Cyborg - The Posthuman Condition.

The End of Humanity?

Like most other `endings' like the death of God, Truth, History, the end of the human is a poetic way of saying that a pardigm line, a phase shift, has been passed. It's much nicer to write that `God is dead' rather than `The dominant structuring of the world is no longer measured against the objective category of God' - it's a question of style, which is no empty matter.

Humanity - the Enlightenment project - has been made a sub-category of nostalgia within the machine of the pan-capitalists  and the process of prescience has been left to `crack-pots' like para-psychics, cult leaders. The End of Humanity, while sounding scary, marks a shift and not an absolute. If `modern' civilisation can be seen as a product of the Enlightenment and the rise of `the power to be one', then the current shift suggested by the phrase `Posthuman' takes us into uncharted waters; the power to be many.

Pan-Capitalist: With the decline/development of Russia and China into Market Economies, Capitalism is everywhere and has no series contenders.

The Posthuman Cyborg

The assembling of the words `cyber' and `organism' nicely shows the forces at work here. `Cyber' is from Cybernetics, the study of communication patterns, robotics and data-space. `Organism' is an interesting choice, it already assumes that `human' is merely one case of `organism', and not a privileged case at that. So Cyborg does not even necessarily include `human', or only as one possible instance.

As mentioned `above' in notes on Manuel Delandas work  it's conceivable to see the development of the human as a first stage in the evolution of robots or Cyborgs. It has been proved theoretically that machines are capable of reproducing through machines, that they can assemble themselves in processes independently of human input. With the advent of artificial tissue and bone growth (a recent development) there is no reason at all why such an `ubercyborg' race could not develop. The subject has been extensively examined in fiction and film, perhaps the most notable example being the blockbuster Terminator series.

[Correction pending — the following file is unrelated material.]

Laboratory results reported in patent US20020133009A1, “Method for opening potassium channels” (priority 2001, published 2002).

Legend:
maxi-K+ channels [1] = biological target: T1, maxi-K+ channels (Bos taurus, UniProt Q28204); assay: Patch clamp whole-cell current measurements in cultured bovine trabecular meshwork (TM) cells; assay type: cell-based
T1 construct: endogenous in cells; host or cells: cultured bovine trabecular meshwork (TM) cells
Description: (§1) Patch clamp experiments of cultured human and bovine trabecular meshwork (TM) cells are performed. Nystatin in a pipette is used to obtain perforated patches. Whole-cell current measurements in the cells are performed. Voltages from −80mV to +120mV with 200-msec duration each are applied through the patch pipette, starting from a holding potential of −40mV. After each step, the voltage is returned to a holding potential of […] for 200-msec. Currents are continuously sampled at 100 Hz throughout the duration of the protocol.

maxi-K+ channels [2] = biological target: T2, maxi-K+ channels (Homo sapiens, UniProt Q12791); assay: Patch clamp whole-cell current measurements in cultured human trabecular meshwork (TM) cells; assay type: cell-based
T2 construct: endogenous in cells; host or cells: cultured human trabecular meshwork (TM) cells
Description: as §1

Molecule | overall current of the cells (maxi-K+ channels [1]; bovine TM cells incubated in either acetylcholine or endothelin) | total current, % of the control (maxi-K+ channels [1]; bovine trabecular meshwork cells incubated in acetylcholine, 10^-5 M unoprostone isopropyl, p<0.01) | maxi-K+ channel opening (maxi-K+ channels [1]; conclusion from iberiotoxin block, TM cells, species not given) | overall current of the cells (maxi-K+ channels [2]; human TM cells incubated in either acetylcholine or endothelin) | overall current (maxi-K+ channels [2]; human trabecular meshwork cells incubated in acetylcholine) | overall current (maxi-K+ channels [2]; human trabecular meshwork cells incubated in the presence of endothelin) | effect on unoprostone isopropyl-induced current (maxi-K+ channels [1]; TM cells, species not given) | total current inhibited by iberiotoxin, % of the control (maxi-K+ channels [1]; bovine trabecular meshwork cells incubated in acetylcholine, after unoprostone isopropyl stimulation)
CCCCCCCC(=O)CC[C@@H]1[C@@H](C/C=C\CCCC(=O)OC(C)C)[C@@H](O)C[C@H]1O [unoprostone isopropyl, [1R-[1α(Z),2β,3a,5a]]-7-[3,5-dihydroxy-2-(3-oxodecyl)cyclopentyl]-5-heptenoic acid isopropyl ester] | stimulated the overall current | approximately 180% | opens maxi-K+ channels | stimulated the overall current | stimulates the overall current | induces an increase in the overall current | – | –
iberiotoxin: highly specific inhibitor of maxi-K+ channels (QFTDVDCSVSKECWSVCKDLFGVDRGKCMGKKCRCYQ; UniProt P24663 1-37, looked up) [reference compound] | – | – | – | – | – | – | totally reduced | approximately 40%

Manuel De Landa: Contemporary Technology Critic
Theory into Practice.

The cyborg principle is well under way to becoming reality. The Military machine has the most to benefit here, and the creation of the `wired' soldier is only one step off being a true cyborg in that the grunt can take the stuff off at the end of the day. It's debatable whether, while he's packing the gear, a grunt is a cyborg, but certainly it's getting close. My main point is, however, that the cyborg is an ellision between the machine and the organism, in much the same way as the self is an ellision between identity and the network; it's a phase shift into a new space, and it certainly has the potential to leave the `human' well behind. Whether you think this is great and think that the unaugmented body has had it's day  or not is kind of irrelevant unless you're active in the feild in a practical or theoretical way. Opposing the cyborg principle is like trying to outlaw modern art, try it if you can... better to be on the inside perhaps, to join the `Virtual Class?'.

The most renown artist exploring this theme is Stelarc. While he used to confine himself to hanging by fish hooks in lift shafts, in later years he has embraced computers and the internet in a big way, hooking himself up in various ways. A Very Serious Artist.
The Will to Virtuality.

Arthur Kroker and Micheal Weinstein, in their book "Data Trash", assert the existence of a `Virtual Class', those who are connected and have the `will to virtuality'. In their world, the Cyborg is only a step along the way to the desire for a purely virtual being, an effort to escape the `meat' of the human flesh entirely.

Among their striking observations of a post-human future, they identify the modern/Pomo histories as those of a `culture of recline', a laying down to the ultimate virtual species that we have been the `gene' pool for. Relating their ideas to some of mine `above', the will to virtuality is a strange mutation of the fascist attractor. If, in Nazi Germany, the people were willing to bear the weird constructions of the state - the patchwork of myth, technological brilliance and perfect marketing - in order to get their paradise (and by implication necessitate an arbitrary `other'), then what does the our conception of a virtual paradise mean? Are we in the process of empowering a `Virtual Fuhrer', a post-human one, whose mandate allows it to use us as `the other'?

If this is so then it's a very weird topology in which we are both the people AND the enemy. Are we so disgusted with ourselves that we need make ourselves obsolete? Do we have to sacrifice ourselves to get a better life?

- oh no, my true nature revealed!

Lines and Folds - a theory of the aesthetics of being.